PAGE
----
Friday, January 7, 2011

Food Price Break-out

This is interesting.  The FAO index we talked about yesterday has a set of subindexes for different types of food (graphed above - note that 2002-2004 = 100 on the y-axis).  If you study the 2007-2008 food price spike, it was driven most strongly by cereal and oil prices (consistent with the idea that it was, at least in part, biofuel driven).  The cereal/oil complex is high again now, but not nearly as high as in 2008.  What is much higher is meat, and especially sugar, the price of which has gone nuts lately (so to speak).

Apparently, the causes are fears over the Australian sugar harvest due to the flooding there, combined with losses in the Florida sugar harvest due to unusually cold weather there in December.  So that part is weather related.

Of course, it's tempting to score rhetorical climate change points here, but I suspect rather that underlying demand is growing rapidly with the increasing economic growth in China and other developing countries, and so there's little slack in the system, and then every bit of bad weather around the globe starts to translate into big commodity price moves.


WwoofBum said...


Have you read _The Great Wave_, by David Hackett Fischer? Fischer studied comodity prices from in Europe from 1200 to the present, and observed a repeated pattern, roughly 200 years in duration, of exponentially rising prices punctuated by serious the plagues that reduced Europe's population by roughly 30%. The disasters are generally followed by a period of relatively flat prices that, over time, return to exponential increase. The most recent punctuation point was centered around Napoleon's wars...(very) roughly 200 years ago.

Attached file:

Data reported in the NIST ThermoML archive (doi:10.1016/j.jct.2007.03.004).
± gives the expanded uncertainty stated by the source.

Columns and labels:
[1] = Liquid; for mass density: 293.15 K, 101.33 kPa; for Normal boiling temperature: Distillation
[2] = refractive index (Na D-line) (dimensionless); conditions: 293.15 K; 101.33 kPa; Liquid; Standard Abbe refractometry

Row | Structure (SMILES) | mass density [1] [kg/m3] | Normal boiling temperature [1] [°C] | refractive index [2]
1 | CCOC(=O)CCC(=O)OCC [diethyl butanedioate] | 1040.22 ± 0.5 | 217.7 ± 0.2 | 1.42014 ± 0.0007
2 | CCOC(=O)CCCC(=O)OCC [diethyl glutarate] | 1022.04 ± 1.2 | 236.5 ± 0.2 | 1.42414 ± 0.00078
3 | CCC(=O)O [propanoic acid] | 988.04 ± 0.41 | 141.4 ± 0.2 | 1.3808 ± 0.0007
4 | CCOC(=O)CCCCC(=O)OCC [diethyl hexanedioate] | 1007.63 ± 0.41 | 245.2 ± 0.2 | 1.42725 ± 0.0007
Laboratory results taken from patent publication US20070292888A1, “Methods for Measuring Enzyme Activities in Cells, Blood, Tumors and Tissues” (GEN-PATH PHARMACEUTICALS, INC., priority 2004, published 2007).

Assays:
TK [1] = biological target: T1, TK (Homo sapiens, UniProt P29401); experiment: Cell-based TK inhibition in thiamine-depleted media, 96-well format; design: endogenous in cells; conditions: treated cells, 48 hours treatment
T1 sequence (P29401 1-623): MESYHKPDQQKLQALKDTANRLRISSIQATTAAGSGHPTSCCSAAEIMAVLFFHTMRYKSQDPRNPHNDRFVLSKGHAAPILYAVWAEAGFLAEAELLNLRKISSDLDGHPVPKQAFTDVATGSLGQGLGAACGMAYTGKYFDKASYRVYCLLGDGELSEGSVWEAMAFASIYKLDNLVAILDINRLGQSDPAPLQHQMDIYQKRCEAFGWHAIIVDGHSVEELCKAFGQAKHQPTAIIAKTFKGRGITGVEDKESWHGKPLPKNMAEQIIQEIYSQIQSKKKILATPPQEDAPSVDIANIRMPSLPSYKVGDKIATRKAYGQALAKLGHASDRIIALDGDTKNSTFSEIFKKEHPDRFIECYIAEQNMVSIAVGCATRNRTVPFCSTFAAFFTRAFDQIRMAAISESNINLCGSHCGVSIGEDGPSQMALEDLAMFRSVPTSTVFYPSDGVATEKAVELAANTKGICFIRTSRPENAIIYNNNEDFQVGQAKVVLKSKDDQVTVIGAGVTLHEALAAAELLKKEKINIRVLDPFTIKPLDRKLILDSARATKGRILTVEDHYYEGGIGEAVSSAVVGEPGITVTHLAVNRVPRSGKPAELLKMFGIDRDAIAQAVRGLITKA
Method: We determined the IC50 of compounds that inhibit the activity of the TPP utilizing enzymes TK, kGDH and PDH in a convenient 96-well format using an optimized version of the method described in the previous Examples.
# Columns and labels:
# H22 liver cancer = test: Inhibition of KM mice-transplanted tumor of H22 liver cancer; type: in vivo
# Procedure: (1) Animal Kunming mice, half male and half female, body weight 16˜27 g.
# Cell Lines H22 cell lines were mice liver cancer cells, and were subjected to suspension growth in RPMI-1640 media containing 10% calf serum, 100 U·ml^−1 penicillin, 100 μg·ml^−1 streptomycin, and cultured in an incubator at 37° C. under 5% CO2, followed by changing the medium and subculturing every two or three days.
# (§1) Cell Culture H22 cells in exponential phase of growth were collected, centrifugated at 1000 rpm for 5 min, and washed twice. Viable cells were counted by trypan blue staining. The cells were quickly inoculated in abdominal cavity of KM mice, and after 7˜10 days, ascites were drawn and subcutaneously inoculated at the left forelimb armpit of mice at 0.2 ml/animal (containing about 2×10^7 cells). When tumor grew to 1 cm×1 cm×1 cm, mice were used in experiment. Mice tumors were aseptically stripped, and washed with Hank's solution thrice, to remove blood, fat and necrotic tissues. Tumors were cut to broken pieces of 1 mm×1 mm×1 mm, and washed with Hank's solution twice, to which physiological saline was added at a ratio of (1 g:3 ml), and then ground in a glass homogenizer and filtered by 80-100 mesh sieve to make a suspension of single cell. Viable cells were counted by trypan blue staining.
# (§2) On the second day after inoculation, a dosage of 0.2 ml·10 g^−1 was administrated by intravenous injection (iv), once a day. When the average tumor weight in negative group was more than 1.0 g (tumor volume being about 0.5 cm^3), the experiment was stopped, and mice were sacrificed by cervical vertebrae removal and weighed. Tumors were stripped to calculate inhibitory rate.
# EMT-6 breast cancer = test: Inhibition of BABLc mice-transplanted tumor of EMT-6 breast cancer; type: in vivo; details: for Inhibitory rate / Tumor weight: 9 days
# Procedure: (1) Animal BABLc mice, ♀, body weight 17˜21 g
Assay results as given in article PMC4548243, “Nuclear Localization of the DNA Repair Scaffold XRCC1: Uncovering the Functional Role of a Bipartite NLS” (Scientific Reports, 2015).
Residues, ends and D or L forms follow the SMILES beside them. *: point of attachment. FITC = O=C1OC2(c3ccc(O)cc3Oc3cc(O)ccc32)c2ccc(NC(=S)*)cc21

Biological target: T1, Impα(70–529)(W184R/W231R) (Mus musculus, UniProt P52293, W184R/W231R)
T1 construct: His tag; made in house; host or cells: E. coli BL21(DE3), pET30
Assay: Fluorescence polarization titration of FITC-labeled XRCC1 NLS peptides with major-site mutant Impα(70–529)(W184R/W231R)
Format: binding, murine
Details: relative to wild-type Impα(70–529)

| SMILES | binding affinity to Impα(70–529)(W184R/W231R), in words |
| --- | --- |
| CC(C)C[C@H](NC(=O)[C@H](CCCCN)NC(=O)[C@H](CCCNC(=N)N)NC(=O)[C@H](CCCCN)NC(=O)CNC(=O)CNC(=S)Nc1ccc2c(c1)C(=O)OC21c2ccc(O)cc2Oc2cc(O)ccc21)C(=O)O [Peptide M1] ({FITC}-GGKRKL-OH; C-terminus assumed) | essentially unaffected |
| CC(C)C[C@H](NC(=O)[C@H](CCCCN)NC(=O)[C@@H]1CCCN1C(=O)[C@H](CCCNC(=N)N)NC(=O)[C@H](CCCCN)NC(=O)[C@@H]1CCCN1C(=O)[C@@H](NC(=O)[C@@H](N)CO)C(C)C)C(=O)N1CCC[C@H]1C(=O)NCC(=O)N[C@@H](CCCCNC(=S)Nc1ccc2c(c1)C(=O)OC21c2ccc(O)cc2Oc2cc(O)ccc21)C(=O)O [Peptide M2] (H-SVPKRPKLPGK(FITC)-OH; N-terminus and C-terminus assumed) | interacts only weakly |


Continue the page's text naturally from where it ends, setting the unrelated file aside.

Part of Fischer's thesis is that events (such as a cold spell) that might have been tolerated under the less stressful conditions (when prices were not rising), can produce catastrophic results during times of stress (rising prices put nutritional stress on poorer people, making them more susceptible to plague, which then spills over into the general population).

Your comment about "little slack in the system," and "big commodity price moves" reminded me of Fischer's work.

Greg said...

I recall reading a year or two ago that poor Indians get a large fraction of their daily calories from oils. I'd imagine that most of the rest come from cereals.

While oil and cereal prices may not yet have risen quite as high as in '08, they'll still be putting a lot of stress on millions of poor people in poor countries.

In this case I'd kind of prefer that we don't equalize supply and demand by reducing effective demand - i.e., the number of people who can afford food.

Alexander Ac said...


I think it is certain that climate change will not add to food security. Nor to any other security either.

But hey:

Fresh rioting breaks out in Algerian capital Algiers

Emil said...

Stuart, there are already riots in Algeria.

Swedish media is all I can give you right now but you can use google translate to get the gist of the story:

Short wrapup: Several dead and hundreds of injured. The army is set in and people are bunkering up on basic foods. Prices has doubled within mere months. It's only set to increase as oil creeps up.

I think we are very, very close to a new peak this year. Things will get uglier than in 2008. Just as the DB Bank report stated, we're getting lower and lower every time on the threshold to when oil prices causes serious crisis.

For food, it seems to be at 90 dollars already.

Des said...

I did read Fischer's book "the Great Wave" and found it mostly insightful. He links themes of climate change, overpopulation, declining available resources into quite a good book. I need to reread again but I did remember that he minimized the effects of currency debasement and its contributions to inflation. He thought that overpopulation and competition came first and that government meddling of the currency would exacerbate, but not cause the waves of inflations of eras past.